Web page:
UNITED STATES OF AMERICA, Appellee, v. ALEXANDER CHAN, CHRISTOS FASARAKIS, JOSE GARCIA, AKA Freddy, DOMINIC ALI, RAFFAELE VALENTE, AKA Lello, CHARLES CENTARO, AKA Charlie Pepsi, Defendants, FRANCO LUPOI, Defendant-Appellant.1
ON CONSIDERATION WHEREOF, IT IS HEREBY ORDERED, ADJUDGED, and DECREED that the sentence imposed by the district court is VACATED and that the case is REMANDED for further proceedings consistent with this order.
Defendant Franco Lupoi appeals from a judgment of the United States District Court for the Eastern District of New York (Johnson, J.) sentencing him principally to 156 months' imprisonment. We assume the parties' familiarity with the underlying facts, the procedural history of the case, and the issues on appeal.
Lupoi pleaded guilty in the Eastern District of New York to money laundering conspiracy and heroin trafficking conspiracy charges. Because the 120-month mandatory minimum sentence for some of the charges exceeded the otherwise applicable Guidelines range, the mandatory minimum sentence became his Guidelines sentence under § 5G1.1(b) of the United States Sentencing Guidelines. At sentencing, the government advocated for an above-Guidelines sentence, and at one point specifically requested a sentence of 135 months—the highest sentence still subject to the appellate waiver in Lupoi's plea agreement. The district court sentenced Lupoi principally to 156 months' imprisonment, stating:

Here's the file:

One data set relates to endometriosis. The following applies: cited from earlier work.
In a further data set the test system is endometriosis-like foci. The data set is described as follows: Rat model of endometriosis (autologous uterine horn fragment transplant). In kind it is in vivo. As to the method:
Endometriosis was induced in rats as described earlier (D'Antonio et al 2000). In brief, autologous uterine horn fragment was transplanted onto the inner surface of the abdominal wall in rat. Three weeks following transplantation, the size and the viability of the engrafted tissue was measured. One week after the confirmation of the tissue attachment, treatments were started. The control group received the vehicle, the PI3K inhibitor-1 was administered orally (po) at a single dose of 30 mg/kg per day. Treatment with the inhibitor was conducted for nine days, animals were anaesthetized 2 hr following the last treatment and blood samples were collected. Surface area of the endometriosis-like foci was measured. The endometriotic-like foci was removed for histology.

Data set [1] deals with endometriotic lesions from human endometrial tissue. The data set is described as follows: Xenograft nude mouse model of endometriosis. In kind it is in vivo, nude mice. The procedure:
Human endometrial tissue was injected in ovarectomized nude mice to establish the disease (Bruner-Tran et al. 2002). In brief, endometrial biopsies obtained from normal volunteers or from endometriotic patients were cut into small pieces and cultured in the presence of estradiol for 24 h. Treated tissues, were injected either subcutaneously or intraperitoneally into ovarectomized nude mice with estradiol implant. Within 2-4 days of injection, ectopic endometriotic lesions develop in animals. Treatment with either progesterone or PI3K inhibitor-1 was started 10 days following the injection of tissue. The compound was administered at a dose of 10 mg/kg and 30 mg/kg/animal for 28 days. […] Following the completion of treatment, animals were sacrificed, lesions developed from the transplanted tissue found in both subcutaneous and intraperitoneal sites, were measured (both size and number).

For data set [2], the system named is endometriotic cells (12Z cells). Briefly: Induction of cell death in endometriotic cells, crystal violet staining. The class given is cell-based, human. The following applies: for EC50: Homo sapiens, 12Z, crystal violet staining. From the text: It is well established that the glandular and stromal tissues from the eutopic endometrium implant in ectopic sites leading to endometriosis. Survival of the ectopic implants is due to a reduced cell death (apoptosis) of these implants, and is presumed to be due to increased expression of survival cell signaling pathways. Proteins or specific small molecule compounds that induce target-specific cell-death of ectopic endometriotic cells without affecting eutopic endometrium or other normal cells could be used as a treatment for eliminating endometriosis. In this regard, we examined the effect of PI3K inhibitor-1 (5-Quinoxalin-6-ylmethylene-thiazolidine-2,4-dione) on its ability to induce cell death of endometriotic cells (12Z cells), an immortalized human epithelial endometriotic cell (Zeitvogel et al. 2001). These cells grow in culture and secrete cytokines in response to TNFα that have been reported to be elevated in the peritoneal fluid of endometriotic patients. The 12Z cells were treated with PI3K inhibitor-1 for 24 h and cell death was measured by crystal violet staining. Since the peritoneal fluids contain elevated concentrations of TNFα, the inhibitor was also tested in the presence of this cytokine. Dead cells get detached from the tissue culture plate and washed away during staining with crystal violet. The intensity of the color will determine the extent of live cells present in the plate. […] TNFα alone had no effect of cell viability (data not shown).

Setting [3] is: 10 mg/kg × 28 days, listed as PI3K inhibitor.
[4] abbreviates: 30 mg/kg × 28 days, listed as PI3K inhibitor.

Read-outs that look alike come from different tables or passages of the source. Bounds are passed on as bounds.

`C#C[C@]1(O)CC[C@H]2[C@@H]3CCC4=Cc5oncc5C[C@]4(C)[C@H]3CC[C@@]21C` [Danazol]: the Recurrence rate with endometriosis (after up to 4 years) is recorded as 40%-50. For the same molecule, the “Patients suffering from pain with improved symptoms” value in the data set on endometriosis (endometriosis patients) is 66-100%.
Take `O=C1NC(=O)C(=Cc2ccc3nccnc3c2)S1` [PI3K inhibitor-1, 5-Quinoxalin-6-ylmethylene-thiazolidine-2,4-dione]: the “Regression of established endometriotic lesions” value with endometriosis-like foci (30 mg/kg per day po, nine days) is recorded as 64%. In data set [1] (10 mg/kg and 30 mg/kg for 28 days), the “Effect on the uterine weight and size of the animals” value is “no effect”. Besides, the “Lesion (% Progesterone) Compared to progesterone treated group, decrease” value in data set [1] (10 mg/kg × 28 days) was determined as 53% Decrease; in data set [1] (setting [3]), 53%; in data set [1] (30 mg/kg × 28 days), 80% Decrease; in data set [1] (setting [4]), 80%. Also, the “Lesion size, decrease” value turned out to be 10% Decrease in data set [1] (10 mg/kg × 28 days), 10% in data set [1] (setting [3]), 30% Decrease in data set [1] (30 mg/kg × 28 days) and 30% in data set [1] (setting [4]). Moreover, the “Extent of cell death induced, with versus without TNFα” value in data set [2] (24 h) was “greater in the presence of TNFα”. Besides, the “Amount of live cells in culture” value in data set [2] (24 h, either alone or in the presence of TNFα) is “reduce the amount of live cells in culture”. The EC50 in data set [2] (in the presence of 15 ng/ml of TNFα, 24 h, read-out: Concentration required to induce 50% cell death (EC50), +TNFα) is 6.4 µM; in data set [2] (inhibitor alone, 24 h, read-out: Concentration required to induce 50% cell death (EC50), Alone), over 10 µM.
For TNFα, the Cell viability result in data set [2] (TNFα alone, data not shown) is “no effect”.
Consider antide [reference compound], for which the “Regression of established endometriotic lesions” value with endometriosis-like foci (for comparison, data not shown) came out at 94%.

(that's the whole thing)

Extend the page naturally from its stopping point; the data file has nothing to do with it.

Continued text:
I have considered the factors of 3553(a). I've read the submissions, heard the oral arguments and I think a sentence that is sufficient, but not greater than necessary, to meet the aims of the statute is the following: I am going to sentence the defendant to the custody of the Attorney General's duly authorized representative for a period of 156 months ․
App. 74. The district court's written statement of reasons, issued approximately two months later, reiterated this explanation of Lupoi's sentence and cited the need “to reflect the seriousness of the offense, afford deterrence to criminal conduct, [and] to protect the public from future crimes of this defendant.” Statement of Reasons ¶ VIII. The statement of reasons also adopted the findings of fact from the PSR, but did not adopt the PSR's calculation of the Guidelines-recommended range of imprisonment. The district court did not check the boxes in its written statement of reasons to acknowledge that it had varied from the 120-month Guidelines sentence by imposing its 156-month sentence or to explain that variance.2
On appeal, Lupoi argues that the district court did not adequately explain its sentence. Because Lupoi did not object to the district court's explanation of his sentence below, we review for plain error. See United States v. Cassesse, 685 F.3d 186, 188 (2d Cir. 2012). Under this standard, the defendant must demonstrate that:
(1) there is an error; (2) the error is clear or obvious, rather than subject to reasonable dispute; (3) the error affected the appellant's substantial rights, which in the ordinary case means it affected the outcome of the district court proceedings; and (4) the error seriously affects the fairness, integrity or public reputation of judicial proceedings.
United States v. Marcus, 560 U.S. 258, 262 (2010) (brackets and internal quotation marks omitted).